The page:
- Avoid driving, operating machinery, and engaging in potentially risky activities until you know how this medication affects you.
- Avoid alcohol while on Tapentadol, as drinking alcohol raises your risk of experiencing side effects.
Bottom Line From Practical Anxiety Solutions
Tapentadol is an opioid medication for treating moderate to severe pain in those ≥ 18 years. Research has considered its role as a versatile player in pain management, and its Abuse potential has been reported as low. However, given the increased scrutiny of Tapentadol's withdrawal profile, the medical community should know its prevalence and characteristics.
Withdrawal symptoms can occur in people who discontinue Tapentadol abruptly, and this drug's withdrawal symptoms vary with every individual. A person may go through different withdrawal stages during the detox process with the help of concerned healthcare professional.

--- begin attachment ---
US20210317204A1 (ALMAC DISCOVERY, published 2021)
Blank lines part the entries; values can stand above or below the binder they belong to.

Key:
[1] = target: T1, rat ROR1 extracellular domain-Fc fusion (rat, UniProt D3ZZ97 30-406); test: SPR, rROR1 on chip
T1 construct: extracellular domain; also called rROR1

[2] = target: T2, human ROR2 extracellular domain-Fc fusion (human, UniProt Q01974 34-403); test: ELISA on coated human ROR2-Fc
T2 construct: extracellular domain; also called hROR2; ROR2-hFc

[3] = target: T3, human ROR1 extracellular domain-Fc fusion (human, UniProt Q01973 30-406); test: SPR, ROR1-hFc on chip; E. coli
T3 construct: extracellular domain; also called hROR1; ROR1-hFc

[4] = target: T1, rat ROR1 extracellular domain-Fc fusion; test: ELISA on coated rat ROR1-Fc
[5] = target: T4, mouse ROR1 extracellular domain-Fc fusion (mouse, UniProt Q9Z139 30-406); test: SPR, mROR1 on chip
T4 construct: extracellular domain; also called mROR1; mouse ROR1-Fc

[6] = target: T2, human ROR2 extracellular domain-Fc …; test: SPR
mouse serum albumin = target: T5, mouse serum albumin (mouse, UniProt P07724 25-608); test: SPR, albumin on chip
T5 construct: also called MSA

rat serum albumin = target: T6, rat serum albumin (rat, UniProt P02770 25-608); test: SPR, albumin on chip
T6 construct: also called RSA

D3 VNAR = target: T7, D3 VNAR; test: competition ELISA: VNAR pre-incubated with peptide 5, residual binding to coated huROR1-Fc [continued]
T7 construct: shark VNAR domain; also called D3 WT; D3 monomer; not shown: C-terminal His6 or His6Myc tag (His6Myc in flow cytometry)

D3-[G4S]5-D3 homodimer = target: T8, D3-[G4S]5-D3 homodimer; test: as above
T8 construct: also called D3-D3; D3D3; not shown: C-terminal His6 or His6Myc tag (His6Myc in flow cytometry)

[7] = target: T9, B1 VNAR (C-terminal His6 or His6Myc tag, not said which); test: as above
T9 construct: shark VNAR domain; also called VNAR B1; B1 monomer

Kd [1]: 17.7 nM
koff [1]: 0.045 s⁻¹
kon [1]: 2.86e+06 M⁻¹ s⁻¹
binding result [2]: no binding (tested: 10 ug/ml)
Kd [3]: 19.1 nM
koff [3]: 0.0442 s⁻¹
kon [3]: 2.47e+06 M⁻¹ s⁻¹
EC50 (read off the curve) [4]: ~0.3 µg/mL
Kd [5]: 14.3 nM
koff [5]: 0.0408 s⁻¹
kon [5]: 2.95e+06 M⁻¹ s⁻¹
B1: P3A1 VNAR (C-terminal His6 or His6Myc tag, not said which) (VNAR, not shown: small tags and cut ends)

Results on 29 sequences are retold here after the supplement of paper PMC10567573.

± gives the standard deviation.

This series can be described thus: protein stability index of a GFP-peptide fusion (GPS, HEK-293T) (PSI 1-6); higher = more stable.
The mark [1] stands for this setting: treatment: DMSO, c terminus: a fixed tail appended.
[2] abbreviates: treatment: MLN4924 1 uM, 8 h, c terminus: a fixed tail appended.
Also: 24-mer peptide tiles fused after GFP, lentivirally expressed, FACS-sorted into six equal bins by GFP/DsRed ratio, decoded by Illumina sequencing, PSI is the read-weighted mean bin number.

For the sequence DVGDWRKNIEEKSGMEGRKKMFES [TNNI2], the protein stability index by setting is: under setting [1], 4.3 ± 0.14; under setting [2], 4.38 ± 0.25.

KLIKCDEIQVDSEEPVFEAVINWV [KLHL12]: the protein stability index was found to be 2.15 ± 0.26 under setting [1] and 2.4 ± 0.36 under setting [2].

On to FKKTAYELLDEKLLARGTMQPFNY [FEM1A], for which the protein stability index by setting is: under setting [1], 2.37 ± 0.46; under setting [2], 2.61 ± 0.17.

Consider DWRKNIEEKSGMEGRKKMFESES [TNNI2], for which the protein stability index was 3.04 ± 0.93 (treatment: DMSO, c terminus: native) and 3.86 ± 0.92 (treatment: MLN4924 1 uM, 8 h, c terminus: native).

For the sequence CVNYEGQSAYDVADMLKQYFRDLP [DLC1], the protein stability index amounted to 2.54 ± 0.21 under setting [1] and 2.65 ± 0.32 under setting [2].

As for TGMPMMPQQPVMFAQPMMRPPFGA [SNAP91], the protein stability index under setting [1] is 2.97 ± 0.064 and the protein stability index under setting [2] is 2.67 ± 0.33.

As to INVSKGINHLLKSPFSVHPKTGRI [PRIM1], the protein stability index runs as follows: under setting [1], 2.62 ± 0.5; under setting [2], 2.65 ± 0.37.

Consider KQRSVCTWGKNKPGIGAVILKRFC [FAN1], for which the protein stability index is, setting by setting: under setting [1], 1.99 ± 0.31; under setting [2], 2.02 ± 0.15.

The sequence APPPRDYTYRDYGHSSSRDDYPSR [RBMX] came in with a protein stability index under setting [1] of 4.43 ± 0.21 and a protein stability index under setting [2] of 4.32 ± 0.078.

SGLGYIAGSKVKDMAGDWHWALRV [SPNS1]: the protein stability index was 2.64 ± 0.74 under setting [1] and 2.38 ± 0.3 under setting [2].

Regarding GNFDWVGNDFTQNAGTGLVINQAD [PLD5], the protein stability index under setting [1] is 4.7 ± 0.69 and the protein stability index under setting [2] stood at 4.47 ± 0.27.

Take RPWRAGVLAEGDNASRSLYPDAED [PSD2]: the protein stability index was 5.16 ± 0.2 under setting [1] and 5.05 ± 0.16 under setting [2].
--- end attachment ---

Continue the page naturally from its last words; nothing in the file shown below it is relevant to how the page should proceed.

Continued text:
An individual-focused program is the best option for medical detox. You can detox from NucyntaTapentadol and beat an addiction to this potent opioid by following a proven medical approach to recovery.
- Terlinden, R., et al. "In vitro and in vivo characterization of tapentadol metabolites." Methods and findings in experimental and clinical pharmacology 32.1 (2010): 31-38. From https://doi.org/10.1358/mf.2010.32.1.1434165 Obtain on 29/08/2022
- Upmalis, D., et al. "(214) Symptoms of opioid withdrawal after discontinuation of tapentadol immediate release, an analgesic with mu-opioid receptor agonism." The Journal of Pain 9.4 (2008): 29. From https://doi.org/10.1016/j.jpain.2008.01.135 Obtain on 29/08/2022
- Bienek, Natalia, et al. "Intensity of withdrawal symptoms during opioid taper in patients with chronic pain—individualized or fixed starting dosage?." Pain Medicine 20.12 (2019): 2438-2449. From https://doi.org/10.1093/pm/pny320 Obtain on 29/08/2022